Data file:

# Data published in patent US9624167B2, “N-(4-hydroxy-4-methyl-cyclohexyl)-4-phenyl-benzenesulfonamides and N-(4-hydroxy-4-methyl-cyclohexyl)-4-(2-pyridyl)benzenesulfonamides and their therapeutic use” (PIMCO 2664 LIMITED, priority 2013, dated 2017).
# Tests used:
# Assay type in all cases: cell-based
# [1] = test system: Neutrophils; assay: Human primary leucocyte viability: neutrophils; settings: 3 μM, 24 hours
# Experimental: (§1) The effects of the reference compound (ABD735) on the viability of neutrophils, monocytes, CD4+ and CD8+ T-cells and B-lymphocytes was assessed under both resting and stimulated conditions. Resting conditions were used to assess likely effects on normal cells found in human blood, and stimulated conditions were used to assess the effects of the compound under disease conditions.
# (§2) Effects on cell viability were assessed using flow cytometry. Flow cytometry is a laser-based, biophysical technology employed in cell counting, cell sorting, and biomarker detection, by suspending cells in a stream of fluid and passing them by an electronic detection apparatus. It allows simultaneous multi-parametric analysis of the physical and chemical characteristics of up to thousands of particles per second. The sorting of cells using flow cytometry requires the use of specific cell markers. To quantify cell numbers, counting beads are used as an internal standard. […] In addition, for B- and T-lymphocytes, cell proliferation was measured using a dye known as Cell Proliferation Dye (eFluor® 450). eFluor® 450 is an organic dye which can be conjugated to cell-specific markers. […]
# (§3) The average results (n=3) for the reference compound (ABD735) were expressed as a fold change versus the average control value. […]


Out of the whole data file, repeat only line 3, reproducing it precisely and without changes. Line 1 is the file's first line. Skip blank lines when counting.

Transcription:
# Assay type in all cases: cell-based